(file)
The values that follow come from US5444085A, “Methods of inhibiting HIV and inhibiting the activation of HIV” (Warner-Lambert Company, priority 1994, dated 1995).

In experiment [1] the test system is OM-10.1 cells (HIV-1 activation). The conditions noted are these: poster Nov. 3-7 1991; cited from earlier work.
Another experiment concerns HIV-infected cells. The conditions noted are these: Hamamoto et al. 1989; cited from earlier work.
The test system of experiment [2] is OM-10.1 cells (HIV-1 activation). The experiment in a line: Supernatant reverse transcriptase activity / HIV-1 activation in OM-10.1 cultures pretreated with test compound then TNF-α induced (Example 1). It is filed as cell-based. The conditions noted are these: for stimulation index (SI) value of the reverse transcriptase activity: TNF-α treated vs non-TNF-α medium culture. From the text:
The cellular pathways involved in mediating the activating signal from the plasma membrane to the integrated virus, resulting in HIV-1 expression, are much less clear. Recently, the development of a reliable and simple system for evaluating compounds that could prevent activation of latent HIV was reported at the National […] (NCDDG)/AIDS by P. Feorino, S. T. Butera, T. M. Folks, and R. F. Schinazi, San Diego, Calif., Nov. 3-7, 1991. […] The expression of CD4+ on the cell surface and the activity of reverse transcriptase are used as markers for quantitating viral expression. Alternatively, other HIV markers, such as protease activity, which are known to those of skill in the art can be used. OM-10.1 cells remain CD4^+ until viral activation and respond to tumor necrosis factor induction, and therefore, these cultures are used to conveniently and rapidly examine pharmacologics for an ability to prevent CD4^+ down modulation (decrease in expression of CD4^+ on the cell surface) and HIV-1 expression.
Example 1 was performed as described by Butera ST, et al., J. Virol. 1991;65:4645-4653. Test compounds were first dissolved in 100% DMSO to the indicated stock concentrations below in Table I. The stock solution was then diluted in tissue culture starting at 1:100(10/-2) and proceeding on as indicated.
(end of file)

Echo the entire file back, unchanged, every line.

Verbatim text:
The values that follow come from US5444085A, “Methods of inhibiting HIV and inhibiting the activation of HIV” (Warner-Lambert Company, priority 1994, dated 1995).

In experiment [1] the test system is OM-10.1 cells (HIV-1 activation). The conditions noted are these: poster Nov. 3-7 1991; cited from earlier work.
Another experiment concerns HIV-infected cells. The conditions noted are these: Hamamoto et al. 1989; cited from earlier work.
The test system of experiment [2] is OM-10.1 cells (HIV-1 activation). The experiment in a line: Supernatant reverse transcriptase activity / HIV-1 activation in OM-10.1 cultures pretreated with test compound then TNF-α induced (Example 1). It is filed as cell-based. The conditions noted are these: for stimulation index (SI) value of the reverse transcriptase activity: TNF-α treated vs non-TNF-α medium culture. From the text:
The cellular pathways involved in mediating the activating signal from the plasma membrane to the integrated virus, resulting in HIV-1 expression, are much less clear. Recently, the development of a reliable and simple system for evaluating compounds that could prevent activation of latent HIV was reported at the National […] (NCDDG)/AIDS by P. Feorino, S. T. Butera, T. M. Folks, and R. F. Schinazi, San Diego, Calif., Nov. 3-7, 1991. […] The expression of CD4+ on the cell surface and the activity of reverse transcriptase are used as markers for quantitating viral expression. Alternatively, other HIV markers, such as protease activity, which are known to those of skill in the art can be used. OM-10.1 cells remain CD4^+ until viral activation and respond to tumor necrosis factor induction, and therefore, these cultures are used to conveniently and rapidly examine pharmacologics for an ability to prevent CD4^+ down modulation (decrease in expression of CD4^+ on the cell surface) and HIV-1 expression.
Example 1 was performed as described by Butera ST, et al., J. Virol. 1991;65:4645-4653. Test compounds were first dissolved in 100% DMSO to the indicated stock concentrations below in Table I. The stock solution was then diluted in tissue culture starting at 1:100(10/-2) and proceeding on as indicated.